Rates in the Highlands will be increased by 2.76 percent.
Councillors voted to increase the rates at the Wingecarribee Shire Council meeting on July 8 as part of the Operational Plan and Budget for 2020/2021.
Councillor Ian Scandrett moved an motion to not proceed with the 2.76 percent increase and for the matter to be deferred for 2021.
"It was only reported earlier this week that a report in the [Sydney Morning] Herald that said that more than one million households in Australia are in severe financial stress," he said.
"At a time that our community is battling at all levels, that have been impacted by various events since last year; drought, bushfires and now COVID-19, I think we should defer the rates impost.
"I'm not suggesting we change our fees and charges... but let us have a rate holiday for the next year."
Councillor Peter Nelson spoke against the rate deferral stating that council had to raise its rates to catch up.
"Those rates were increased for five years, then we had the infrastructure catch up, which we've just finished.
"The rates have gone from nine percent down to 2.76 percent.
"I also remember when council didn't raise its rates three years in a row, however the pain came back and we had to raise the rates to catch up because we fell behind significantly.
"That translated in to not being able to do the works that council could've been done."
Councillor Garry Turland also spoke in support of the rate deferral.
"We are now in a situation with COVID-19 that has only hit us since March 23 this year and I think we have a responsibility to try and help by reducing the rate," he said.
"We didn't know COVID-19 would hit us, it wasn't on the cards. When the previous council back many years ago didn't take up the rates that was a different story.
"There was no recession, there was no COVID-19, there was no drought.
"This is not the case for 2020. Every institution is tightening its belt.
"If you think that the small amount to the community won't help them, you're in La La land."
Councillor Larry Whipper also flagged that he would not support the motion.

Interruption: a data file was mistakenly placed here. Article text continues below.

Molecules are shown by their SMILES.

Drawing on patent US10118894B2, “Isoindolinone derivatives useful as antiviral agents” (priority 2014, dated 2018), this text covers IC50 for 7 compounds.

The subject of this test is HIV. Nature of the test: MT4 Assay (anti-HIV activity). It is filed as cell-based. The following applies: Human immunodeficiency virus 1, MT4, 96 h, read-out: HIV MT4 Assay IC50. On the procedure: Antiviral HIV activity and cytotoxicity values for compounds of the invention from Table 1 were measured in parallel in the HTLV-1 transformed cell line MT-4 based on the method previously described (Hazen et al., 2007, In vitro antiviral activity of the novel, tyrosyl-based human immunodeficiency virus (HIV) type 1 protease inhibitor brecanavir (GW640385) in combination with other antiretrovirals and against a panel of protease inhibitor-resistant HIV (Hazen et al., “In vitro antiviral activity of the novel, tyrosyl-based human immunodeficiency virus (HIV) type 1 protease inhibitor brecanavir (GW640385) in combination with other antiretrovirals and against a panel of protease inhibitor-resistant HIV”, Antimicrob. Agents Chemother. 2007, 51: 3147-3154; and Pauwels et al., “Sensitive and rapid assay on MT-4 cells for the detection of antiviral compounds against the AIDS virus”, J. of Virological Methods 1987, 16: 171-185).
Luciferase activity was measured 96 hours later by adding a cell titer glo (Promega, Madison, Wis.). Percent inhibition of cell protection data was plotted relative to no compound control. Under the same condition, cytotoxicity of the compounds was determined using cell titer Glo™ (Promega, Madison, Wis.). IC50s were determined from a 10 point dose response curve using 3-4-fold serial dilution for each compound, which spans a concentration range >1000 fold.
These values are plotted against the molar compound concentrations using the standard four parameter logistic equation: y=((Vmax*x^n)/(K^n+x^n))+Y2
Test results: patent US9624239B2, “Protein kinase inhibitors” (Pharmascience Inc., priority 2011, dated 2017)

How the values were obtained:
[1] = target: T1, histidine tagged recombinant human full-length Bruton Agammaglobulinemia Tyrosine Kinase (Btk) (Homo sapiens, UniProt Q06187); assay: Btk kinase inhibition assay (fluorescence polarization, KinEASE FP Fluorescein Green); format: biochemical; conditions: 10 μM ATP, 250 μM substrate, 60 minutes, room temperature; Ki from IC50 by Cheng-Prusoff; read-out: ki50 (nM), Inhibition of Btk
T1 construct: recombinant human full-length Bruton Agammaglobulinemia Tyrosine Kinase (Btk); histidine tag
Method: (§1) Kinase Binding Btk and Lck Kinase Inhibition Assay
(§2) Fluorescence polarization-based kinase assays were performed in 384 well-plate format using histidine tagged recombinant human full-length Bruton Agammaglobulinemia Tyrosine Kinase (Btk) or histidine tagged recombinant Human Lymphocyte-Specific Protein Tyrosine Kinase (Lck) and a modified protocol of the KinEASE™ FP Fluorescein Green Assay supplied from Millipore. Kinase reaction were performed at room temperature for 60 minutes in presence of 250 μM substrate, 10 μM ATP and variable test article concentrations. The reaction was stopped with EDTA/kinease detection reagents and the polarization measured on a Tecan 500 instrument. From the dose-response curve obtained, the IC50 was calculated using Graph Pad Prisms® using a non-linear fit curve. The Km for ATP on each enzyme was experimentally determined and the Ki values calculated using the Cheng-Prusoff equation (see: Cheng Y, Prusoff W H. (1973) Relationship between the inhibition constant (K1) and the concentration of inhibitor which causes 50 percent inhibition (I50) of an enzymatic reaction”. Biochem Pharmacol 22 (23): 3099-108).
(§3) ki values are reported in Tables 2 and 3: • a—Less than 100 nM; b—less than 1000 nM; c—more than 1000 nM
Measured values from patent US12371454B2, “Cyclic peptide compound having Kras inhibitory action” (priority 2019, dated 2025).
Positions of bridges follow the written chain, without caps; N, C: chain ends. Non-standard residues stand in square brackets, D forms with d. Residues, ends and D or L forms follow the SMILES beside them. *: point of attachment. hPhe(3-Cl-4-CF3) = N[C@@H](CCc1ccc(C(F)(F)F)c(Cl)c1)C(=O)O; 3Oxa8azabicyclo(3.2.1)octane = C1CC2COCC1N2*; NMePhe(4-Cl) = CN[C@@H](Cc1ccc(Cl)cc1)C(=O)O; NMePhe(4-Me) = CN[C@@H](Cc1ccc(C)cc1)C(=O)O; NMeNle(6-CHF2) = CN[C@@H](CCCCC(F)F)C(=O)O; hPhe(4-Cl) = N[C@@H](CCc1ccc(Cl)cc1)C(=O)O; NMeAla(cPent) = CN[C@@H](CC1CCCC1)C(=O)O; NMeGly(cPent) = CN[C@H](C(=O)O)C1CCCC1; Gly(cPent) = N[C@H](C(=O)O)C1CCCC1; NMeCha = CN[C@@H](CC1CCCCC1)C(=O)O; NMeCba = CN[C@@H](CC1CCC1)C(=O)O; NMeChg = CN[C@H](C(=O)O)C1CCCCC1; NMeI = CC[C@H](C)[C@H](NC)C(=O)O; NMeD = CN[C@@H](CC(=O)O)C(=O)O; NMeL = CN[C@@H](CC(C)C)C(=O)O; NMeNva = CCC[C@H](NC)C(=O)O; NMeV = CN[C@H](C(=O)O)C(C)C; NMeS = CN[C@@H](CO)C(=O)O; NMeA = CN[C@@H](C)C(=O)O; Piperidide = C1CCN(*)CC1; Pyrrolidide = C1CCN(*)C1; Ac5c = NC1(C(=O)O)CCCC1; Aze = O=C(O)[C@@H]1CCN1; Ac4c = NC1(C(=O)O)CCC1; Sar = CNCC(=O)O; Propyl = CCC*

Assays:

"It might only be for one year to defer these rates but we just had those recollections from Councillor Nelson which was before my time," he said.
"That rate pegging was deferred as you correctly state and that caused an enormous amount of strain for this community and we had to introduce two hits of rate rises to actually catch up.
"So to pass the impost on to future generations, I can't agree with that."
Councillor Ken Halstead disagreed with Councillor Whipper and said he supported a rate deferral for one year.
"To be quite frank, this is different," he said.
"I actually feel a lot of the local rate payers which I'm sure all of you do in one way or another.
"Quite frankly I support a zero percent rate rise for year and that has nothing to do with elections or what may have happened in the past.
"The fact is, people are hurting - not just the bottom five or 10 percent, it's everybody."
Mayor Duncan Gair spoke against the motion and said it was a "balanced budget under dire circumstances."
"Yes there is going to be increase and it is at a bad time," he said.
"I don't deny it but to put our head in the sand and say 'let's put it away for 12 months' to me is irresponsible."
Councillor Scandrett's motion was put to a vote. Councillors Scrandrett, Halstead and Turland voted for the rate deferral. Councillors Gair, Whipper, Nelson, Grahame McLaughlin, Graham Andrews voted against it.
The motion was lost.
An amendment to adopt the fees was voted on. Councillors Gair, Whipper, Nelson, McLaughlin and Andrews voted for it.
Councillors Halstead, Scandrett and Turland voted against it.
The amendment became the motion and the rate increase was adopted.